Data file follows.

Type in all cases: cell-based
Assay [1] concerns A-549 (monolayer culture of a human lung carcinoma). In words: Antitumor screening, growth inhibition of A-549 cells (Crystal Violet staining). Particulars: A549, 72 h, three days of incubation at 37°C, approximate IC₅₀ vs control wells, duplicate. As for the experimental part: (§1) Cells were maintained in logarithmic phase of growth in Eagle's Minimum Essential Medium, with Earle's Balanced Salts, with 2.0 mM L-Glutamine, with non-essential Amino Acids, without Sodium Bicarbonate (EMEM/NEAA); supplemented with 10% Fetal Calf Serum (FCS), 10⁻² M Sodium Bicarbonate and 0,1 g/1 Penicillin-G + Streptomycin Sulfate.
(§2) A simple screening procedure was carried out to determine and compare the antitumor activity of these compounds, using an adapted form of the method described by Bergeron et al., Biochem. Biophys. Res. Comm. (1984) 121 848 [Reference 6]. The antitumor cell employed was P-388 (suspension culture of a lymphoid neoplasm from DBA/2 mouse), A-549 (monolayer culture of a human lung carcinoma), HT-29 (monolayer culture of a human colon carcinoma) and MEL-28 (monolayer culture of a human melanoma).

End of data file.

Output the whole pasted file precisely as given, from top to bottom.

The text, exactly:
Type in all cases: cell-based
Assay [1] concerns A-549 (monolayer culture of a human lung carcinoma). In words: Antitumor screening, growth inhibition of A-549 cells (Crystal Violet staining). Particulars: A549, 72 h, three days of incubation at 37°C, approximate IC₅₀ vs control wells, duplicate. As for the experimental part: (§1) Cells were maintained in logarithmic phase of growth in Eagle's Minimum Essential Medium, with Earle's Balanced Salts, with 2.0 mM L-Glutamine, with non-essential Amino Acids, without Sodium Bicarbonate (EMEM/NEAA); supplemented with 10% Fetal Calf Serum (FCS), 10⁻² M Sodium Bicarbonate and 0,1 g/1 Penicillin-G + Streptomycin Sulfate.
(§2) A simple screening procedure was carried out to determine and compare the antitumor activity of these compounds, using an adapted form of the method described by Bergeron et al., Biochem. Biophys. Res. Comm. (1984) 121 848 [Reference 6]. The antitumor cell employed was P-388 (suspension culture of a lymphoid neoplasm from DBA/2 mouse), A-549 (monolayer culture of a human lung carcinoma), HT-29 (monolayer culture of a human colon carcinoma) and MEL-28 (monolayer culture of a human melanoma).